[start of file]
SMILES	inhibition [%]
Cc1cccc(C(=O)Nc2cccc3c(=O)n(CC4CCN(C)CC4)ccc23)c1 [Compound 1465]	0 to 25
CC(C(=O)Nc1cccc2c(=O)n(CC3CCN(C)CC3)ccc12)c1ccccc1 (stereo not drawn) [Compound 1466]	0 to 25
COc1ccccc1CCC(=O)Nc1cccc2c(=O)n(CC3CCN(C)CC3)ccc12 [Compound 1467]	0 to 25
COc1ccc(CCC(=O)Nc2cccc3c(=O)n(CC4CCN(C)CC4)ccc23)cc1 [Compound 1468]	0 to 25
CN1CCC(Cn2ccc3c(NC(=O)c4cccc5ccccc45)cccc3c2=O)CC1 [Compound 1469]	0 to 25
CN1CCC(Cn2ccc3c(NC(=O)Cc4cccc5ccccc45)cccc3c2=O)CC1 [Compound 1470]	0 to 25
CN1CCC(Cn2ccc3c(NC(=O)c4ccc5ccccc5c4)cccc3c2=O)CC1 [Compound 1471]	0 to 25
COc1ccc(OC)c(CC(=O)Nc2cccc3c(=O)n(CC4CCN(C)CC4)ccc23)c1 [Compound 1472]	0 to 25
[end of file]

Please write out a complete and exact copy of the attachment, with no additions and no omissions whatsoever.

SMILES	inhibition [%]
Cc1cccc(C(=O)Nc2cccc3c(=O)n(CC4CCN(C)CC4)ccc23)c1 [Compound 1465]	0 to 25
CC(C(=O)Nc1cccc2c(=O)n(CC3CCN(C)CC3)ccc12)c1ccccc1 (stereo not drawn) [Compound 1466]	0 to 25
COc1ccccc1CCC(=O)Nc1cccc2c(=O)n(CC3CCN(C)CC3)ccc12 [Compound 1467]	0 to 25
COc1ccc(CCC(=O)Nc2cccc3c(=O)n(CC4CCN(C)CC4)ccc23)cc1 [Compound 1468]	0 to 25
CN1CCC(Cn2ccc3c(NC(=O)c4cccc5ccccc45)cccc3c2=O)CC1 [Compound 1469]	0 to 25
CN1CCC(Cn2ccc3c(NC(=O)Cc4cccc5ccccc45)cccc3c2=O)CC1 [Compound 1470]	0 to 25
CN1CCC(Cn2ccc3c(NC(=O)c4ccc5ccccc5c4)cccc3c2=O)CC1 [Compound 1471]	0 to 25
COc1ccc(OC)c(CC(=O)Nc2cccc3c(=O)n(CC4CCN(C)CC4)ccc23)c1 [Compound 1472]	0 to 25